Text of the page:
Earlier this year, I finished writing a book about anxiety. My own experience was the skeleton key with which to ask wider questions about something that is at the heart of the human condition but can, in some people (millions of us across the world) become disordered. Exploring not just the roots of my own problems but also why some people develop disordered anxiety and others don't was a major part of my research but I kept coming back to the same thing, which is that scientists have some clear ideas of why anxiety can become such a problem, but nothing that's truly black and white. This can be a lot to get your head around.

There is no "cure" for anxiety -- what a luxury that would be! -- I've learned, but there are a great many options for treatment that can help someone like me living with it, well, live. Fully, happily and purposefully. Over the course of writing the book and the extended periods of solitude that came with it, I examined myself more than I ever have. Sometimes I found myself weeping with frustration, other times I sat for hours with words pouring out of me, unaware that the daylight had gone.

I realized that the richest feelings I know don't come from anything I can touch or wear on my body: they come when I realize I've not been aware of time passing. 

I contemplated the idea of luxury a lot and realized that the richest feelings I know don't come from anything I can touch or wear on my body: they come when I realize I've not been aware of time passing. This may be because I'm an anxious person, but I think it's also probably because I'm a person full stop. Our minds are more advanced and therefore capable of perspective than any other animal, but sometimes our nature works against us. In many ways, we're over-wired for the world we're born into.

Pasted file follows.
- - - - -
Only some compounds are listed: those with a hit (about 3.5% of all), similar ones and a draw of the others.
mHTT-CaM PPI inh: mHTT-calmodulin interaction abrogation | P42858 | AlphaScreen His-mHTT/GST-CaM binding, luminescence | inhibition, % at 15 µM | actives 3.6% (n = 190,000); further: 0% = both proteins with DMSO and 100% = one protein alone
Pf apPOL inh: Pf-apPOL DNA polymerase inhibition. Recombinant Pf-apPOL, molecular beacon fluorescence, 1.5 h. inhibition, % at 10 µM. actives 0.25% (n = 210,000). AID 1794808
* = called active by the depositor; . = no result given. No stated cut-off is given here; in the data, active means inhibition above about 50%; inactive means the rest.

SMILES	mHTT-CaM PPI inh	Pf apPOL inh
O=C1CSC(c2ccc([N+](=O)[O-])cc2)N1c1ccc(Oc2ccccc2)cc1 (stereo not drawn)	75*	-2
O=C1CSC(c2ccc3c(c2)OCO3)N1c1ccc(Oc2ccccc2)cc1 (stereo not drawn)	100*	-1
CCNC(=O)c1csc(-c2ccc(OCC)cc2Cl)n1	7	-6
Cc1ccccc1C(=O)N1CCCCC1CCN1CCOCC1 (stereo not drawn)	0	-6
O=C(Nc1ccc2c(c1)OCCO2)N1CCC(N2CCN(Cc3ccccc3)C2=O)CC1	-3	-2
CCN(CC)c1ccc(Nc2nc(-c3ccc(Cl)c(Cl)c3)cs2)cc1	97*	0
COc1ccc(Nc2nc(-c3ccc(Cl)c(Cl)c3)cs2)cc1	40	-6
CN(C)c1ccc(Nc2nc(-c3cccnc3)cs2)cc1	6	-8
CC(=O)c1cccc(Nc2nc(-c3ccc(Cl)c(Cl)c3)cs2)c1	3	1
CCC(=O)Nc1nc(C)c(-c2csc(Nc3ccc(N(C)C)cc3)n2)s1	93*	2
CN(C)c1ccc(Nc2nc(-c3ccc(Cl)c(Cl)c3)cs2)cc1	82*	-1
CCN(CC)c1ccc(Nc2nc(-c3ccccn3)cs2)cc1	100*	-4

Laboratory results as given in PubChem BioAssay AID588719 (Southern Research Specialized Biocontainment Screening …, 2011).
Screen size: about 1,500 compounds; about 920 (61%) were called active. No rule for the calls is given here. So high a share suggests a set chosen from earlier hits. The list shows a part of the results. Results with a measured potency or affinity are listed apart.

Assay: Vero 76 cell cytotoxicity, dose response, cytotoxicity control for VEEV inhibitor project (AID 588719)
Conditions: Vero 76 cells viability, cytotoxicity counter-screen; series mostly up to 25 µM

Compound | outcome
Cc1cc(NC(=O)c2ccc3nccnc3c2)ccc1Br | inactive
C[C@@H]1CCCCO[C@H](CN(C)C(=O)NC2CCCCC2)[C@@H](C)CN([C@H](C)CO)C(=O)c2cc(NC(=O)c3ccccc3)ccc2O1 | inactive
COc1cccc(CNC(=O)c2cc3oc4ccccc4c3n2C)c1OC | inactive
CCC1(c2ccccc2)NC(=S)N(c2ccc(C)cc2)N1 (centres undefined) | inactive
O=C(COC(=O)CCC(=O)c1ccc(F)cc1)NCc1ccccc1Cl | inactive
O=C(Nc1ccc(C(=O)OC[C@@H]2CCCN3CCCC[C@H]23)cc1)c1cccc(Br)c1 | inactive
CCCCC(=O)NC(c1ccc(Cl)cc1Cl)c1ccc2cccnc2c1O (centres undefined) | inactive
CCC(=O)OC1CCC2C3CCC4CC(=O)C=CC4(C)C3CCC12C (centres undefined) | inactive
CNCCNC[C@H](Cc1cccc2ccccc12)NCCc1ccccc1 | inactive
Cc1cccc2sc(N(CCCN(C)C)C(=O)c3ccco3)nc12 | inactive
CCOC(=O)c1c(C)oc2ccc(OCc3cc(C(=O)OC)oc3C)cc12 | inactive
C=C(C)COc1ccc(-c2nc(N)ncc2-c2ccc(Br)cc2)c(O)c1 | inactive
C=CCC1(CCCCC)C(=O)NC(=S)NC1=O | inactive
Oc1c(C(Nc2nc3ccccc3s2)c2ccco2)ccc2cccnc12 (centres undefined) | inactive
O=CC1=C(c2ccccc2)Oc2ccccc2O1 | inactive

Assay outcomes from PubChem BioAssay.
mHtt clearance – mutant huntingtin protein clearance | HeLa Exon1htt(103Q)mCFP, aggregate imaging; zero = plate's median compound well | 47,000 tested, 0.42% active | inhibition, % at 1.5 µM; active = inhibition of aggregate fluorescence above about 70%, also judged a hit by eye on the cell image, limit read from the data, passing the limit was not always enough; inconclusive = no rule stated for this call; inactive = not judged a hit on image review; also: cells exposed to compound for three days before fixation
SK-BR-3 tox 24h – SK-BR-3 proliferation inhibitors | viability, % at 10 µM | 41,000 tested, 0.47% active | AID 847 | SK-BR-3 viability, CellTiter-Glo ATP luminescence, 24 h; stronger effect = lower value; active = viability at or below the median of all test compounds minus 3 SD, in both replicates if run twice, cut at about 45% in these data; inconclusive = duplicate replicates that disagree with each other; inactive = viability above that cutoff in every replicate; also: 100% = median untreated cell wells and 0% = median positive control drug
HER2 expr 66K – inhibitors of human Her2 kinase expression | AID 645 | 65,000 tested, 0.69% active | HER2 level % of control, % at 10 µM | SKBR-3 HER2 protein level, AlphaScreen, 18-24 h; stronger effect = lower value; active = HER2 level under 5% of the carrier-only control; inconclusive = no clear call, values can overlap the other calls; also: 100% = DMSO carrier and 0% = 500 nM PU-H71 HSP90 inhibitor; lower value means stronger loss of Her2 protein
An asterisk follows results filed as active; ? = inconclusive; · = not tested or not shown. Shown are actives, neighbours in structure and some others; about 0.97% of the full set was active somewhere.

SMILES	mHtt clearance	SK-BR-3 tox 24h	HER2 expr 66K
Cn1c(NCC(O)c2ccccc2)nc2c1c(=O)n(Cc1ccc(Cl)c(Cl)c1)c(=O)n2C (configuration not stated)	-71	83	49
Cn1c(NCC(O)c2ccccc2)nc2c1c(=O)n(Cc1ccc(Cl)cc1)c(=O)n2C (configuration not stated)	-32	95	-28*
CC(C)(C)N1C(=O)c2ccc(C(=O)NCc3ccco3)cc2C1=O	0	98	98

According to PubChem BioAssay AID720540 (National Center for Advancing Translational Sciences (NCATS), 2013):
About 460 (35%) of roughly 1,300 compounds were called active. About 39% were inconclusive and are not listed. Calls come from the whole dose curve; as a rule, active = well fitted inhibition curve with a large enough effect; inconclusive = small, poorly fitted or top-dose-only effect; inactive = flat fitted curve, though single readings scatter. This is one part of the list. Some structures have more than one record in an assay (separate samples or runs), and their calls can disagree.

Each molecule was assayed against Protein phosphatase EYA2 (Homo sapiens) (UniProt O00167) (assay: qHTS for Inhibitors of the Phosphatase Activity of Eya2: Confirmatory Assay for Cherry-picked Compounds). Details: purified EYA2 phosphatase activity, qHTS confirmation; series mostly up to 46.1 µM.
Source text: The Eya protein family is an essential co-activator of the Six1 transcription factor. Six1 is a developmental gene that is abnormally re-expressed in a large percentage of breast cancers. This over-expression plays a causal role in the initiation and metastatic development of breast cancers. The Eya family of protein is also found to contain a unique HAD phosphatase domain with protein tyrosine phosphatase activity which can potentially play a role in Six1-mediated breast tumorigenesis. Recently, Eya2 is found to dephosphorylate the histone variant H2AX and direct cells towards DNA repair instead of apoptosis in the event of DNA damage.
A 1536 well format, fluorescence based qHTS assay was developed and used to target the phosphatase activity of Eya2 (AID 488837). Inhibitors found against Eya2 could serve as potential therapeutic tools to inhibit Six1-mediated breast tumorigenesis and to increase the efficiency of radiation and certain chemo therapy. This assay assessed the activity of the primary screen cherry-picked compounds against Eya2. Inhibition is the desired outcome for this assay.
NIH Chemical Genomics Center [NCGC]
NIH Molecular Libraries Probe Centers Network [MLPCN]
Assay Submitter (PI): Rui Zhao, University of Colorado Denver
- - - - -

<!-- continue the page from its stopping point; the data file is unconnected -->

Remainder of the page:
These moments I'm talking about, when I can stop and be aware that I've not been aware of myself, happen most when I'm outside, in a natural environment, not looking at a laptop with the time and date in the top right hand corner. When I make the time to go and be outside -- which I do every day, as one of my strategies -- I feel the benefit and, through writing the book, I've learned the scientific basis for why that is. We all know that unplugging from the internet, our phones, whatever, and looking at some greenery is good for us, but the actual chemical changes that happen in the brain and how it can affect our state of mind is fascinating. It happens when I'm engaged in nonsense talk with my friends. Laughing at utter bollocks is probably the freest thing I know. It also happens when I'm listening to what people are saying and when I'm learning which is why I've decided, after a decade of writing and editing, to apply to do a masters in psychology and work towards retraining as a clinical psychologist. I'm very aware of what a privileged position it is to be in, having the freedom to make a decision like that.

It's a very existential idea, but I think luxury is a feeling rather than something we can touch or measure with material objects. Is that not what we're seeking, deep down, when we spend money on nice things? A feeling? If we remove money from the picture, perhaps luxury is the moments when we're taken outside of ourselves, even momentarily. It is the feeling of time, suspended. And it looks different for every single one of us.

Anxiety for Beginners is published by Bluebird (PanMacmillan) on June 2nd.


Text Eleanor Morgan
Image Kai Schreiber

Eleanor Morgan
Anxiety for Beginners